Good riddance, RvP

Posted by David Hirshey

Twenty-four hours after Robin van Persie took the money and ran to Manchester United, I keep asking myself one question: Why doesn't it hurt more?

Why doesn't losing your best player and team captain to a despised rival and its smug, blowhard manager feel more like someone has backed over your puppy in the driveway? Maybe it's because if you're a masochistic Arsenal fan -- and I've never met any other kind -- you have plenty of practice with this sort of thing. Let’s face it, it's become something of an annual summer rite for Gooners -- along with wondering whether Sebastien Squillaci once again has threatened to post those photos of Arsene Wenger cavorting with circus animals.

Last year, it was not only our best player and captain who left (hasta la vista, Cesc) but also an odious French tart who will forever have a special place in Arsenal hell (hot enough for you, Samir?). But somehow I never really believed that when RvP (Ridiculously Valuable Player) finally showed his hand it would turn out to be as ugly as Nasri's grubby paws.

And yet, there he was back in early July unfurling his big middle finger to Arsenal fans, saying that after thinking "long and hard" he had decided not to extend his contract because he felt the club didn't share the same level of ambition to win trophies. (Unlike, say, his beloved Dutch national team.) It was the kind of meretricious and clichéd statement that would even insult the intelligence of a Spurs fan. And from the moment I read it, RvP (Royally Vain Putz) was dead to me. Adebayor, dead. Nasri, dead. Deader even than want-away legend Nicklas Bendtner, who I believe is still alive.

OK, I admit it -- van Persie broke my Gooner heart, ripped it out and stomped on it without miraculously injuring himself.

But that was more than six weeks ago, and I've had plenty of time to mourn his (sniff ...) remarkable 30-goal, nine-assist season. The other seven campaigns will be mourned only by the Arsenal medical team, which spent so much time nursing him through his various injuries that it's no wonder so many other players were crocked every week.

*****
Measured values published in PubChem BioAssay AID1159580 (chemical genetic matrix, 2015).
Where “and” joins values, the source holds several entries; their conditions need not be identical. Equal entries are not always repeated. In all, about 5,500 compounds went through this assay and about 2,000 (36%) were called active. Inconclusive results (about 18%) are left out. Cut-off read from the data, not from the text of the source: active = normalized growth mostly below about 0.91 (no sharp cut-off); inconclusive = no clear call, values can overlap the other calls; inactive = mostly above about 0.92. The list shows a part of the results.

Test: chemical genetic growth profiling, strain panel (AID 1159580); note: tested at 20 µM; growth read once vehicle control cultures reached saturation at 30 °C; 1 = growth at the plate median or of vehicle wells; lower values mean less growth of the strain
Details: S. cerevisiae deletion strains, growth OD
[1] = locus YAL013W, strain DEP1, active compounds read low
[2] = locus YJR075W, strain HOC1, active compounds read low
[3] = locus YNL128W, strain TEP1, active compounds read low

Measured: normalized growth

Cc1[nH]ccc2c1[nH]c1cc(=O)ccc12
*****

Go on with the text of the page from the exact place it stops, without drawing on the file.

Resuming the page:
So Wednesday's news felt less like an unexpected death in the family than the obligatory task of choosing a coffin. I was disappointed to learn that they don't make them out of pound notes. But of course, RvP's move had nothing to do with money, just like his new teammate Wayne Rooney's flirtation last season with Manchester City was about joining a club that aspires to play at the highest level of the sport. The fact that Sir Alex doubled Wazza's weekly wages to keep his shaggy head at Old Trafford just shows that even the canniest of managers can be played.

Wenger, to his credit, refused to engage in that game, but he also didn't sit on his fine leather wallet as he did last summer until he was forced into some curious eleventh-hour buys. (I will go to my grave wondering what the Frenchman ever saw in the almighty Park Chu-Young beyond the shirt sales in South Korea.) This time, however, he fired off a couple early warning shots, signing two quality players in Lukas Podolski and Olivier Giroud, and a third, Santi Cazorla, who has legitimate world-class pedigree.

Now it's two days before the start of the new season and the dirty deal has been cemented: a reported 22.5 million pounds (plus a 1.5 million pounds if he wins a league title at Old Trafford) for Arsenal to stash in the sofa. And having written that sentence, all the Clorox in the world couldn't get the parties involved clean again. Not bad for a player who managed to play just 59 percent of the Gunners' league games in the seven seasons before last year.

At least now I can begin the season by dedicating my days to what I once did with dread: Gleefully, waiting for RvP's next ankle injury.

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